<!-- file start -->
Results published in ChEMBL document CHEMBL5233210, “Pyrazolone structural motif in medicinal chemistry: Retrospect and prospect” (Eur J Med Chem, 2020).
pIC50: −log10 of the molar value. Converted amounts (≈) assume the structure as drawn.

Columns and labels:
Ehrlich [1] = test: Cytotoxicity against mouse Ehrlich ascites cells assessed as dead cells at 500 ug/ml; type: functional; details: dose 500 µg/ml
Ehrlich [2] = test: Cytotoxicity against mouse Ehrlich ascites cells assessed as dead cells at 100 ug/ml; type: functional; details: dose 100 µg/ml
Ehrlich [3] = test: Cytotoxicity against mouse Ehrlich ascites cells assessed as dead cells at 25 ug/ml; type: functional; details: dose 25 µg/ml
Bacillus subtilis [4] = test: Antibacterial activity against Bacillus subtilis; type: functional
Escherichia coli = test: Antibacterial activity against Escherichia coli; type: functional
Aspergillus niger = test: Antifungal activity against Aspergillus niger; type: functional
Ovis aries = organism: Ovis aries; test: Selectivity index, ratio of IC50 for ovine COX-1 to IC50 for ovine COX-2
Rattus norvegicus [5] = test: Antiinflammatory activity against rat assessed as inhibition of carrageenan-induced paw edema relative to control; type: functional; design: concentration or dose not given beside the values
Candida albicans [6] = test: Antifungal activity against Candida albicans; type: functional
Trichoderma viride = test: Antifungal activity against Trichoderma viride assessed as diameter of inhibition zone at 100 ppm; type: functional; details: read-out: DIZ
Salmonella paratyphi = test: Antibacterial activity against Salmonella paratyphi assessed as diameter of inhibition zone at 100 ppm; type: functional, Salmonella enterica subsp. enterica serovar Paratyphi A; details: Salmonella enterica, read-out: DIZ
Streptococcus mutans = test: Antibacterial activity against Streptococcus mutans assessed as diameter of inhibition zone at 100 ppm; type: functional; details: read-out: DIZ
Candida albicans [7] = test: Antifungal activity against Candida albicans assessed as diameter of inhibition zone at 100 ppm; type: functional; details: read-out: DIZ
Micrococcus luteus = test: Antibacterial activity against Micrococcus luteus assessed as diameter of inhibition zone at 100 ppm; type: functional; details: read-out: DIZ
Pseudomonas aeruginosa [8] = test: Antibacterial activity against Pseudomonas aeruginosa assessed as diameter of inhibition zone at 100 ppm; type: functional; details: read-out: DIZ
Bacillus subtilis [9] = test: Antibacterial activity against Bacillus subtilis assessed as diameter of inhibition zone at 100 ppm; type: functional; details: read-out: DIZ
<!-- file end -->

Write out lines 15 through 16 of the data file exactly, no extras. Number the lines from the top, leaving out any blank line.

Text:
Streptococcus mutans = test: Antibacterial activity against Streptococcus mutans assessed as diameter of inhibition zone at 100 ppm; type: functional; details: read-out: DIZ
Candida albicans [7] = test: Antifungal activity against Candida albicans assessed as diameter of inhibition zone at 100 ppm; type: functional; details: read-out: DIZ